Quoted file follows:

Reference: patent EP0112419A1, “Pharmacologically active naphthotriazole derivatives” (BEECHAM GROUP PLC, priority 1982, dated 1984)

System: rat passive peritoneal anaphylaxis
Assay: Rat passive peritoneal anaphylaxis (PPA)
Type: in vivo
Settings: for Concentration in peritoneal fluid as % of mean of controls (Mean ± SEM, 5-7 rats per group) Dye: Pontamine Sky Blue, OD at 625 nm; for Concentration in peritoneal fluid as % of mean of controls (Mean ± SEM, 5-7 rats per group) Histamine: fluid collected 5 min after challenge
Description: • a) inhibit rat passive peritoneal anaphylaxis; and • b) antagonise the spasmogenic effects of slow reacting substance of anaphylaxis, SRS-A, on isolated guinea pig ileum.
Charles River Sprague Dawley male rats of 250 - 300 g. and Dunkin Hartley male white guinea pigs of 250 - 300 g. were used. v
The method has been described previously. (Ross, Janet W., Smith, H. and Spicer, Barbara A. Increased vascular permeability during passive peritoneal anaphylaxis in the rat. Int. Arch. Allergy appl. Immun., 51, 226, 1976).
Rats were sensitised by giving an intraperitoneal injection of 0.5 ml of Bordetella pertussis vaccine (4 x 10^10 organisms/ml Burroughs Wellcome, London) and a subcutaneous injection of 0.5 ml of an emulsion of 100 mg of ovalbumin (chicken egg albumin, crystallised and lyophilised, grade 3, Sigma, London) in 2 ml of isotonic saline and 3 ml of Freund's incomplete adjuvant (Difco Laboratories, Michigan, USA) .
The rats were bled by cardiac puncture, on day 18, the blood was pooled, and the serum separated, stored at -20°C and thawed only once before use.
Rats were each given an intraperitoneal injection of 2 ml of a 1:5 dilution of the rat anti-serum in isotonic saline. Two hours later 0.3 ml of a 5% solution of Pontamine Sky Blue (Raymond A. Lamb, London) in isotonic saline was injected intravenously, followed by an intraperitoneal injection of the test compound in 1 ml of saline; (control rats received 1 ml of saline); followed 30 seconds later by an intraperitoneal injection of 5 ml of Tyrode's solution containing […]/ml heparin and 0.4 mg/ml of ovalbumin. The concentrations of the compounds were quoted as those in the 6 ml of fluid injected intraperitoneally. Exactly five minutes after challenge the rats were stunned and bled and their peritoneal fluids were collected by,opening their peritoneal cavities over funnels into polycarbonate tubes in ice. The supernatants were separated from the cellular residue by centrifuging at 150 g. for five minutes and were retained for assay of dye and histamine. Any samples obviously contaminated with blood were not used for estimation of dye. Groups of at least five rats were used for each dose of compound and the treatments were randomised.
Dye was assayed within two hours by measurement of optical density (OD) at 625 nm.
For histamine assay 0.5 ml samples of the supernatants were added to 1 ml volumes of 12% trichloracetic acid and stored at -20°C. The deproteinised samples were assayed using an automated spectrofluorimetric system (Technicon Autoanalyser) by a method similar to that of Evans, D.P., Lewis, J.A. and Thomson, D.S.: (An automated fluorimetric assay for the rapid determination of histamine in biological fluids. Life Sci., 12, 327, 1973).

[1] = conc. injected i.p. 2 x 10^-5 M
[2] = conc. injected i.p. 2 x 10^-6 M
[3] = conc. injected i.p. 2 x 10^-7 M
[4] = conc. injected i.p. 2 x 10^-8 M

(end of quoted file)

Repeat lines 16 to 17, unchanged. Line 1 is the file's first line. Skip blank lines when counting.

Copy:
[3] = conc. injected i.p. 2 x 10^-7 M
[4] = conc. injected i.p. 2 x 10^-8 M